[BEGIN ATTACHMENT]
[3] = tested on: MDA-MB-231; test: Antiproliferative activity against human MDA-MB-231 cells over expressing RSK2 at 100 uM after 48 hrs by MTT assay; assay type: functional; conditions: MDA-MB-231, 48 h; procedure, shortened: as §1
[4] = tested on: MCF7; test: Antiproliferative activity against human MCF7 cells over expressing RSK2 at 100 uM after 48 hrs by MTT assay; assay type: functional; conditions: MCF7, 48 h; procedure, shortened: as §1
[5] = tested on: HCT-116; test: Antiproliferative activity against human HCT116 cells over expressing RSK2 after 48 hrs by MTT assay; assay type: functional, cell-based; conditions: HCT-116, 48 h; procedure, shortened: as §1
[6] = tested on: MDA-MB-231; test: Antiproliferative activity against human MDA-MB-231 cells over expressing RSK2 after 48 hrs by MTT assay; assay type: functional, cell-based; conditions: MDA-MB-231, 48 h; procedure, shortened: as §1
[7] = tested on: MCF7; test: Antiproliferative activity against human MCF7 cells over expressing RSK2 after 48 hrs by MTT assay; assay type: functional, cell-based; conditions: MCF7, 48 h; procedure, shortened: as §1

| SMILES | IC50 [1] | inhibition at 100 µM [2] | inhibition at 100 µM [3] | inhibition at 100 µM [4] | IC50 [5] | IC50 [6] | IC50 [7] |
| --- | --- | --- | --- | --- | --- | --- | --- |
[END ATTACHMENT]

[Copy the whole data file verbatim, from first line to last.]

[3] = tested on: MDA-MB-231; test: Antiproliferative activity against human MDA-MB-231 cells over expressing RSK2 at 100 uM after 48 hrs by MTT assay; assay type: functional; conditions: MDA-MB-231, 48 h; procedure, shortened: as §1
[4] = tested on: MCF7; test: Antiproliferative activity against human MCF7 cells over expressing RSK2 at 100 uM after 48 hrs by MTT assay; assay type: functional; conditions: MCF7, 48 h; procedure, shortened: as §1
[5] = tested on: HCT-116; test: Antiproliferative activity against human HCT116 cells over expressing RSK2 after 48 hrs by MTT assay; assay type: functional, cell-based; conditions: HCT-116, 48 h; procedure, shortened: as §1
[6] = tested on: MDA-MB-231; test: Antiproliferative activity against human MDA-MB-231 cells over expressing RSK2 after 48 hrs by MTT assay; assay type: functional, cell-based; conditions: MDA-MB-231, 48 h; procedure, shortened: as §1
[7] = tested on: MCF7; test: Antiproliferative activity against human MCF7 cells over expressing RSK2 after 48 hrs by MTT assay; assay type: functional, cell-based; conditions: MCF7, 48 h; procedure, shortened: as §1

| SMILES | IC50 [1] | inhibition at 100 µM [2] | inhibition at 100 µM [3] | inhibition at 100 µM [4] | IC50 [5] | IC50 [6] | IC50 [7] |
| --- | --- | --- | --- | --- | --- | --- | --- |